CHARLESTON – Famed architect Cass Gilbert used marble at the West Virginia Capitol building for the same reason the ancient Greeks used it at the Parthenon. They wanted durable, polished floors that would retain their shine with minimum upkeep.
The Capitol’s marble has lost some its luster, however.
Steve Canterbury, administrator for the state Supreme Court, says years of waxing the floors have dulled the marble’s sheen. The marble underneath is fine, but the wax becomes scuffed and scratched almost as soon as workers buff it.
“It makes it look awful,” he said, looking at the floors outside the Supreme Court’s chambers. “All these scratches, that’s all in the wax.”
The Greeks, Canterbury said, cleaned their floors with mild detergents and were able to keep their temples and theaters shining bright.
“They didn’t have linoleum wax,” he said. “This could have the same glean.”
Canterbury is also a member of the Capitol Building Commission, a board set up under the states Division of Culture and History, charged with overseeing any changes to the state Capitol grounds.
He would like to see the state strip the wax from the Capitol floors and have them re-polished. He figures it would save money in the long run, since workers would not have to constantly wax and rebuff the floors. The finish also would last longer.
“Once you do this, it’s done for 30, 40 years,” he said.
The state Supreme Court recently had the wax scraped from the marble floors in the court clerk’s office.
The floors were repolished and are now treated with a mild soap whenever they need cleaning. Just outside the door, the floors are still covered in wax. The difference between the surfaces is astounding.
Anna Tatman, president of the Rosa Mosaic and Tile Co. in Louisville, Ky., agreed.
“Marble doesn’t need to be waxed,” she said. “Unfortunately people think they’re doing something protective when they wax the floors.”
The wax doesn’t harm the floors. It just doesn’t allow marble to show off its celebrated shine.
“It’s not that waxing is bad for a marble floor. It just puts a coating on the top of the marble,” she said.
Marble floors are polished before they’re installed. Tatman said that polish will hold up for many years with minimum upkeep: a daily sweeping and the occasional mopping with a gentle detergent.
A waxed floor, meanwhile, can quickly become scuffed. That requires workers to buff the floors and, eventually, put down more wax.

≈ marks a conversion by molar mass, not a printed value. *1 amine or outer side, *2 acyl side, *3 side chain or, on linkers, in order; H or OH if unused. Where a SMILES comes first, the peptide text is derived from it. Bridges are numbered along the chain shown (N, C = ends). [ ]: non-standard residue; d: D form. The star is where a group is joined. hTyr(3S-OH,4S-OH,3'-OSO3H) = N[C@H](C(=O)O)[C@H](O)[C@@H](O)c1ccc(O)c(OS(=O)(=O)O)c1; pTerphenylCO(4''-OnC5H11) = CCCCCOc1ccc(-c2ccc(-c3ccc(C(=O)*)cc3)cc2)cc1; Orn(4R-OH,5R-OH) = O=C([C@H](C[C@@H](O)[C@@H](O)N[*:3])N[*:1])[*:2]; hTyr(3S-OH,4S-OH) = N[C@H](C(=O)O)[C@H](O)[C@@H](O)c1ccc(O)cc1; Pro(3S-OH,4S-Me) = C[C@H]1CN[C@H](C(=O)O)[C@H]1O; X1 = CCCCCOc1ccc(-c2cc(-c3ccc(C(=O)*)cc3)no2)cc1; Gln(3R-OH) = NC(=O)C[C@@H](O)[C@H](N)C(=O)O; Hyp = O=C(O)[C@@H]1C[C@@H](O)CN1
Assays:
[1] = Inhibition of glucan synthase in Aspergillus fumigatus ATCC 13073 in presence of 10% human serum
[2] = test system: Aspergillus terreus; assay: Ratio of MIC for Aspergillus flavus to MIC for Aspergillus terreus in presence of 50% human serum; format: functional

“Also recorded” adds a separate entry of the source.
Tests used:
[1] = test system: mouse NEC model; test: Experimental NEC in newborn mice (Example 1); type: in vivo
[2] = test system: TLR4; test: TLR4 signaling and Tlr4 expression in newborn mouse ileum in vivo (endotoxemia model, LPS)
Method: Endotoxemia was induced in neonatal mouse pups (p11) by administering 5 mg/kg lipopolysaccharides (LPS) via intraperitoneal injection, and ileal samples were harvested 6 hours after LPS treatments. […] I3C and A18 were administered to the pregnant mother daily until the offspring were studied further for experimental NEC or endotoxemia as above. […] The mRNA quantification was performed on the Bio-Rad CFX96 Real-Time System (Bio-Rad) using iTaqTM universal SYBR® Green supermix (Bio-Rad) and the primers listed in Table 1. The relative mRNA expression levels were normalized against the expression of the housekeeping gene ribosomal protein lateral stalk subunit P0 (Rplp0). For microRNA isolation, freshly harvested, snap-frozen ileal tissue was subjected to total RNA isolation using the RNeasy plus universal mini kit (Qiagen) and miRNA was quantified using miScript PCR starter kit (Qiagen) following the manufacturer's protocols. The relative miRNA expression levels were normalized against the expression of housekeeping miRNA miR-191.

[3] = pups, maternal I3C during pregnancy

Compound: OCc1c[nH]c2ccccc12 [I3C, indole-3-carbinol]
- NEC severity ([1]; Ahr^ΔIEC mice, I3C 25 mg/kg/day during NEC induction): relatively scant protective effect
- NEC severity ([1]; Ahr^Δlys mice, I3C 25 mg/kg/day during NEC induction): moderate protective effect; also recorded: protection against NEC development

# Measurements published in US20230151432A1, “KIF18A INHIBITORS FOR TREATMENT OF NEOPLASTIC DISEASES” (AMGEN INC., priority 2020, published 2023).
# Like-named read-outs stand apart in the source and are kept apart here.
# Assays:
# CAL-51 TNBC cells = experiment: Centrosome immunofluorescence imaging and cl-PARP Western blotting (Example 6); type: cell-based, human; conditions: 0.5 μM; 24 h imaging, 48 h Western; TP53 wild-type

“It adds a maintenance cost that doesn’t need to be there,” Tatman said.
And the chemicals often used to remove wax are harmful to marble floors.
Even an alcohol-based cleaner can damage the surface so badly it must be re-polished.
“You can’t get wax off without a caustic stripper. Over time, those strippers will cause the marble to pit,” she said.
Water also should never be used to clean marble because the liquids seep into its porous surface. Tatman said the occasional drop of water won’t hurt anything, but standing water can ruin a marble floor.
“It actually breaks down the surface of the marble,” she said.
There are currently no plans to change the way the state cares for its marble floors, however.
The state General Services Division oversees cleaning and maintenance work at the Capitol. Spokeswoman Diane Holley Brown said General Services does thorough research to make sure its maintenance and cleaning methods are safe and efficient.
Waxing, she said, abides by the Marble Institute of America’s guidelines and is a common practice throughout the United States and Europe, including at the Kentucky, Tennessee and Minnesota state capitols and monuments on the National Mall.
“The waxing of the marble floor surface provides a barrier to dirt, salt and other acidic solutions,” she said. “Several historic state capitols in the region wax their marble floors as a part of the routine care and maintenance.”
Brown said the Capitol floors have been waxed for more than 40 years. It also receives a “deep scrub” and refinishing every two or three years.